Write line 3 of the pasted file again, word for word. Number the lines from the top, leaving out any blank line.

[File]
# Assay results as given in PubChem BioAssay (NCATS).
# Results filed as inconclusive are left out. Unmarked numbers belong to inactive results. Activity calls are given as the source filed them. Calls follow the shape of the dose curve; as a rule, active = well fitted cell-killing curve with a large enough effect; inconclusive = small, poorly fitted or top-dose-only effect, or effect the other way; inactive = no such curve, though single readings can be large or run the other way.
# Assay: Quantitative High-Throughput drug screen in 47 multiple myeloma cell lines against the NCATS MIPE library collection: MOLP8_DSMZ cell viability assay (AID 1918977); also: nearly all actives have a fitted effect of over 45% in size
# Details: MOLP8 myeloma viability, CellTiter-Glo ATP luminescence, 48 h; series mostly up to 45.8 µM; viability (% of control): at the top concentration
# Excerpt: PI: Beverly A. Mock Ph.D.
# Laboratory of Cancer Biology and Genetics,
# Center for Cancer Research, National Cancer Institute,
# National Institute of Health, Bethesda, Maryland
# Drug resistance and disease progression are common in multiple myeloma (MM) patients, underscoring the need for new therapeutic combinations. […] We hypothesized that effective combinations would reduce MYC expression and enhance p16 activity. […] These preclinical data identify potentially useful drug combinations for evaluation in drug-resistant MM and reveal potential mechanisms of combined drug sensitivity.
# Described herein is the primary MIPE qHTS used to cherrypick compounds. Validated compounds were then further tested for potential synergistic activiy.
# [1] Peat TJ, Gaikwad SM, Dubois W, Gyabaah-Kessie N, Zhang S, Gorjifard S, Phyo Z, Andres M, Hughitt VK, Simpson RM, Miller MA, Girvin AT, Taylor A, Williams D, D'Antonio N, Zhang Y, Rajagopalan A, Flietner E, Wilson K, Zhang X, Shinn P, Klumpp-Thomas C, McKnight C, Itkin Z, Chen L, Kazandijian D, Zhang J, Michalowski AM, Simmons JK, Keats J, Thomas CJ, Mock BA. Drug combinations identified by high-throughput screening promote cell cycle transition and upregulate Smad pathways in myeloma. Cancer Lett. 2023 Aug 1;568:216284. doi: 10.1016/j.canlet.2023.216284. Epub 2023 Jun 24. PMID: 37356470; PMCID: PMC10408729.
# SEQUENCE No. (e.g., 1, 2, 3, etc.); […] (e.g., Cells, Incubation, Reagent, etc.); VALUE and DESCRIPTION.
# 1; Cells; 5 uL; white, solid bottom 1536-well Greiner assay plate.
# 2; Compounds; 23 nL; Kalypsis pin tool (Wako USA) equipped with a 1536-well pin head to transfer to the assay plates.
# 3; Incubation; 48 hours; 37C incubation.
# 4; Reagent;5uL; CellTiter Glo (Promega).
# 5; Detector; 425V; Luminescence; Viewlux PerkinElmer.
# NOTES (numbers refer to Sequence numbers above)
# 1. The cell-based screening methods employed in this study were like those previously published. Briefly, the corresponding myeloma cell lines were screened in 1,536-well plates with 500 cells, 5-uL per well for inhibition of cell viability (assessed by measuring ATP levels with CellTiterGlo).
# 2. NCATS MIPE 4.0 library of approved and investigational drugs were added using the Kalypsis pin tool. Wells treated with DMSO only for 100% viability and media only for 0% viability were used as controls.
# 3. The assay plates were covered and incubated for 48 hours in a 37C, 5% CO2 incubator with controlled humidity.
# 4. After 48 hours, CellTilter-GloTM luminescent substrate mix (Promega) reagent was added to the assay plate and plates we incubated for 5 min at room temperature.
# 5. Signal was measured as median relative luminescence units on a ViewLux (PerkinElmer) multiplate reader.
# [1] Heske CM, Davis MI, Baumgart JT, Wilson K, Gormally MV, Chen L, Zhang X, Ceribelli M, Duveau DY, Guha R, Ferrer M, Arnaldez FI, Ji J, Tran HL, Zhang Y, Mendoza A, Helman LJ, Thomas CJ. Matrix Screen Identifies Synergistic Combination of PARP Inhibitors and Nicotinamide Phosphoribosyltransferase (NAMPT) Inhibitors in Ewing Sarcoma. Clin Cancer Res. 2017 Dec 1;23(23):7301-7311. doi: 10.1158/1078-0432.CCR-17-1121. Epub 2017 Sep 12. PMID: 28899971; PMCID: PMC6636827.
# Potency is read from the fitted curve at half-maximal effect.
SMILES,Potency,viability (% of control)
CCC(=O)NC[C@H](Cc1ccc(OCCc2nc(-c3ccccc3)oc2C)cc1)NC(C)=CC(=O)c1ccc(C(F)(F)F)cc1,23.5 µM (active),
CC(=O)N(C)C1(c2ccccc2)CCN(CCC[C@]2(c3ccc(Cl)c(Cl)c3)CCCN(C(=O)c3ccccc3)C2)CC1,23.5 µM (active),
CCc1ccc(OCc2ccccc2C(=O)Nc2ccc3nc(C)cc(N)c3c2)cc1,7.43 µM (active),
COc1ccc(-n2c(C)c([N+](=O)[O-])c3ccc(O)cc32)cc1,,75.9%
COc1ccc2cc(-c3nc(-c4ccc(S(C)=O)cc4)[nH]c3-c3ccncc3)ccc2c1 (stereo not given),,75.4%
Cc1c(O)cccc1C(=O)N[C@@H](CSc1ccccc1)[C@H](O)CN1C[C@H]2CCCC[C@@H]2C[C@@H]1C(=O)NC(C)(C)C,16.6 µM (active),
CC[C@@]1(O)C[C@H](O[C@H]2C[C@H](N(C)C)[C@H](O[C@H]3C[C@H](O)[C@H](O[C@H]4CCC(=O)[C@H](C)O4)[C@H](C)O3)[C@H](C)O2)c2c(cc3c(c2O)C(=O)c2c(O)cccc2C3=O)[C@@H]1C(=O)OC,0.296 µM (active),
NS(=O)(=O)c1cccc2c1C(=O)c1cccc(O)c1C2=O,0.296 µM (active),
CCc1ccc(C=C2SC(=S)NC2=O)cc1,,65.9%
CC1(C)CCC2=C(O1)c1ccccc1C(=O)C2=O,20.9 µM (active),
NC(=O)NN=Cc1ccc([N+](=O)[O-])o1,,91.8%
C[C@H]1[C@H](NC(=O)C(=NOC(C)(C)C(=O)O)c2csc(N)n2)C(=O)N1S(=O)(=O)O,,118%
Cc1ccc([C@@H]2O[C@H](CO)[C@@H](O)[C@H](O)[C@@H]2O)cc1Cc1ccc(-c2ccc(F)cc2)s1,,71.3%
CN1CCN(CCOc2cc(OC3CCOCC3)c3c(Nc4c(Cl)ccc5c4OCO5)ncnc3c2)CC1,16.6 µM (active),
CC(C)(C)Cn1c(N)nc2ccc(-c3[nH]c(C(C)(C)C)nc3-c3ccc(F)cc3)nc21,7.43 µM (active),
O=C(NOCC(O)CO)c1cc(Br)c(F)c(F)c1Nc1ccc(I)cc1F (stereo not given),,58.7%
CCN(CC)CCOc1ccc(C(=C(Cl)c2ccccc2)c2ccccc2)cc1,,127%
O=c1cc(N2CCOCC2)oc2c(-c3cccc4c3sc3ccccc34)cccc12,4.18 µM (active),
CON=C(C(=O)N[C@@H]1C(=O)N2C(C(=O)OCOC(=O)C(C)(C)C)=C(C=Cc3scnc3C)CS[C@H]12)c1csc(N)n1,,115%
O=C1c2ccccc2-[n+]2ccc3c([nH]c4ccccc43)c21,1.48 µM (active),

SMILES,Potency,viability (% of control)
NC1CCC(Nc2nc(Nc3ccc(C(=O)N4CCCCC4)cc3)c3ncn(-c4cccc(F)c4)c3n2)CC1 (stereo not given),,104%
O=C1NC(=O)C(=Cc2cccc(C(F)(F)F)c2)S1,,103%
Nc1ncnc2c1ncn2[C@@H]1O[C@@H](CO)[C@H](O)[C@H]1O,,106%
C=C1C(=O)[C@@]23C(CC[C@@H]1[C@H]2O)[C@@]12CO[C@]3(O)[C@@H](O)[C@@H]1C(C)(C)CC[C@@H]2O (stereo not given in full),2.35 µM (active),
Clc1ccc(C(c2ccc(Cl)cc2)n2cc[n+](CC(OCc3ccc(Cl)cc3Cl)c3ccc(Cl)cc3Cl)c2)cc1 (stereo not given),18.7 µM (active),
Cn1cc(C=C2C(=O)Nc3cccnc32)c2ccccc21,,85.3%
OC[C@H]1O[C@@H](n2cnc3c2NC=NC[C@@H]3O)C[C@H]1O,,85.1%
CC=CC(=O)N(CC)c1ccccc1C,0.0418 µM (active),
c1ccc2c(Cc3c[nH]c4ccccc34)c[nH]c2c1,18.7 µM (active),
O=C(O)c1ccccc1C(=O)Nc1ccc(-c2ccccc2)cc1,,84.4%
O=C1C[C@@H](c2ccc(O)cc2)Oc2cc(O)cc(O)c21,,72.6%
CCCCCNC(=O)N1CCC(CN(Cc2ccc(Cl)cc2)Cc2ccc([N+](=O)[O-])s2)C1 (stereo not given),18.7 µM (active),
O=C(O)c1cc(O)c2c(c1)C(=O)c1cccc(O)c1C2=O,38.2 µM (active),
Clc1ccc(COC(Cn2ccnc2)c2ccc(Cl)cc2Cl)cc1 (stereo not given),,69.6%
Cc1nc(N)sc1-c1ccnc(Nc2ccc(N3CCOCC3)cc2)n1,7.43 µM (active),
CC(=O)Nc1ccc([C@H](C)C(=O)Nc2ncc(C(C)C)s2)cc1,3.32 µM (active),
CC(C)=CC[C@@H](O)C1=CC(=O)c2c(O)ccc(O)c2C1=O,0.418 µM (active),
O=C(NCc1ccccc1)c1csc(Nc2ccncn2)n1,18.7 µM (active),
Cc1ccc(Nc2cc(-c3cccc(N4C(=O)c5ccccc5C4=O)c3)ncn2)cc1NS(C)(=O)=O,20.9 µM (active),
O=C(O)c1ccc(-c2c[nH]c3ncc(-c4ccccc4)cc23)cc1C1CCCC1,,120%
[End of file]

# Assay: Quantitative High-Throughput drug screen in 47 multiple myeloma cell lines against the NCATS MIPE library collection: MOLP8_DSMZ cell viability assay (AID 1918977); also: nearly all actives have a fitted effect of over 45% in size